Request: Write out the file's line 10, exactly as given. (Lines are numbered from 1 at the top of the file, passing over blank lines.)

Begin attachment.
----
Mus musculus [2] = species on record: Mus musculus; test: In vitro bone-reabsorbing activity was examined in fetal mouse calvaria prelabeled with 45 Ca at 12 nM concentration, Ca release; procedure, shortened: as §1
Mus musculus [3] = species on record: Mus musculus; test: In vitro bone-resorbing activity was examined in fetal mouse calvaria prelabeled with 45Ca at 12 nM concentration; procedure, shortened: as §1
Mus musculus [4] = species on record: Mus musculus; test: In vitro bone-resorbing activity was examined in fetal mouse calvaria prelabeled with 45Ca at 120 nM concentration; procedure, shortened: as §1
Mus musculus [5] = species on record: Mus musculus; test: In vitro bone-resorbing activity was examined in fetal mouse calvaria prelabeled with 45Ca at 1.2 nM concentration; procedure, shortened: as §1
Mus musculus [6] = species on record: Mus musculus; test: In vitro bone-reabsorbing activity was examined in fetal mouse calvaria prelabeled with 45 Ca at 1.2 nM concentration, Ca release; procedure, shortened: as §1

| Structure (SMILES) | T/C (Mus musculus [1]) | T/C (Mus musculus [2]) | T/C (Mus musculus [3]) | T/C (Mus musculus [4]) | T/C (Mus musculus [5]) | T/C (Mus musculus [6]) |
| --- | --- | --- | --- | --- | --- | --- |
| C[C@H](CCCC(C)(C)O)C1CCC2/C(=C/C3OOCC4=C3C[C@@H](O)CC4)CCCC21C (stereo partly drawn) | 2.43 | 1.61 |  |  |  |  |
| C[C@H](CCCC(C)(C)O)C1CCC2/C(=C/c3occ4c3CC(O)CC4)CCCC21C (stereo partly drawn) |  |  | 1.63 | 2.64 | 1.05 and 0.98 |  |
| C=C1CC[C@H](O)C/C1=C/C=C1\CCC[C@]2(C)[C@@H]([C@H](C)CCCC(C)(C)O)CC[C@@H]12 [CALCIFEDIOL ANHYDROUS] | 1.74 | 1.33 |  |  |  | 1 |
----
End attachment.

| C=C1CC[C@H](O)C/C1=C/C=C1\CCC[C@]2(C)[C@@H]([C@H](C)CCCC(C)(C)O)CC[C@@H]12 [CALCIFEDIOL ANHYDROUS] | 1.74 | 1.33 |  |  |  | 1 |